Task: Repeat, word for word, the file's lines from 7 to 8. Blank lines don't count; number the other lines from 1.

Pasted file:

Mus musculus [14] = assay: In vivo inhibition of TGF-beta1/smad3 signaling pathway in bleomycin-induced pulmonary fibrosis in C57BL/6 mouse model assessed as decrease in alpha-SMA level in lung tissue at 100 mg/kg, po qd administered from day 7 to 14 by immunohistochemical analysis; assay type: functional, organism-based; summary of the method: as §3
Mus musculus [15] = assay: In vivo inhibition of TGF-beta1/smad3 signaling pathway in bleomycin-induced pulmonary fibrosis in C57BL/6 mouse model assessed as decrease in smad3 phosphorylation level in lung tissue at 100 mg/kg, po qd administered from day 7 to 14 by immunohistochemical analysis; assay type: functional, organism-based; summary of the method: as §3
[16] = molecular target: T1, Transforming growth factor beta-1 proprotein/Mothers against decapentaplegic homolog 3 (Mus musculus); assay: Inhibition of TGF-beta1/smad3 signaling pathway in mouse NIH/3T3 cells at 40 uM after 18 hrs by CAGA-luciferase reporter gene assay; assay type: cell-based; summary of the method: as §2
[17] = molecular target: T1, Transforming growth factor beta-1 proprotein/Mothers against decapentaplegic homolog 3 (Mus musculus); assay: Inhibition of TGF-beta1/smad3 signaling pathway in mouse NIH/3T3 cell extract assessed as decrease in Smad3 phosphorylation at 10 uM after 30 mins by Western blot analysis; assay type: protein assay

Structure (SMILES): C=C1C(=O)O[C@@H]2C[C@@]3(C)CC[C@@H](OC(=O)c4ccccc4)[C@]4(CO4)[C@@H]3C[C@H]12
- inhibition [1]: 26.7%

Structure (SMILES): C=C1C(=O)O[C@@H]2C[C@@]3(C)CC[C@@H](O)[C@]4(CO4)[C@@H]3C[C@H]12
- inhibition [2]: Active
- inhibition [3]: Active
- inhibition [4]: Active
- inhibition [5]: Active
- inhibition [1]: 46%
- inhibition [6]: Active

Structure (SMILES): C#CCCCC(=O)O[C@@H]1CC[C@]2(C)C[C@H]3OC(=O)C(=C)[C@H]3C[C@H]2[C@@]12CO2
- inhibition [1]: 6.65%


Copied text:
Structure (SMILES): C=C1C(=O)O[C@@H]2C[C@@]3(C)CC[C@@H](O)[C@]4(CO4)[C@@H]3C[C@H]12
- inhibition [2]: Active